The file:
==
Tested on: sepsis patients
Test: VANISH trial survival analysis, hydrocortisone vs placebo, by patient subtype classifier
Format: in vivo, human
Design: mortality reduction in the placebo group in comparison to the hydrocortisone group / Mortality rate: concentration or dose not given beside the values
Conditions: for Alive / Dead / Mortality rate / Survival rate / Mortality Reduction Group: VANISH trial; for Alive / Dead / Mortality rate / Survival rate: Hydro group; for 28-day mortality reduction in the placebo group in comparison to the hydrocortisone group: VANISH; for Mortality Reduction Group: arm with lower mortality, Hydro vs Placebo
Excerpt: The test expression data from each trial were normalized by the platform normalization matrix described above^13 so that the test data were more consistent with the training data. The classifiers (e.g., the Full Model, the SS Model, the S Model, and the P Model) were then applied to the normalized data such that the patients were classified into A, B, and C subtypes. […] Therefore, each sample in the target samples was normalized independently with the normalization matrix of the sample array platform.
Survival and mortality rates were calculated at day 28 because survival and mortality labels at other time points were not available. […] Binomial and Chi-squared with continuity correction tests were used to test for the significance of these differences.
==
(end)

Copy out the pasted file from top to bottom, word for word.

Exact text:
Tested on: sepsis patients
Test: VANISH trial survival analysis, hydrocortisone vs placebo, by patient subtype classifier
Format: in vivo, human
Design: mortality reduction in the placebo group in comparison to the hydrocortisone group / Mortality rate: concentration or dose not given beside the values
Conditions: for Alive / Dead / Mortality rate / Survival rate / Mortality Reduction Group: VANISH trial; for Alive / Dead / Mortality rate / Survival rate: Hydro group; for 28-day mortality reduction in the placebo group in comparison to the hydrocortisone group: VANISH; for Mortality Reduction Group: arm with lower mortality, Hydro vs Placebo
Excerpt: The test expression data from each trial were normalized by the platform normalization matrix described above^13 so that the test data were more consistent with the training data. The classifiers (e.g., the Full Model, the SS Model, the S Model, and the P Model) were then applied to the normalized data such that the patients were classified into A, B, and C subtypes. […] Therefore, each sample in the target samples was normalized independently with the normalization matrix of the sample array platform.
Survival and mortality rates were calculated at day 28 because survival and mortality labels at other time points were not available. […] Binomial and Chi-squared with continuity correction tests were used to test for the significance of these differences.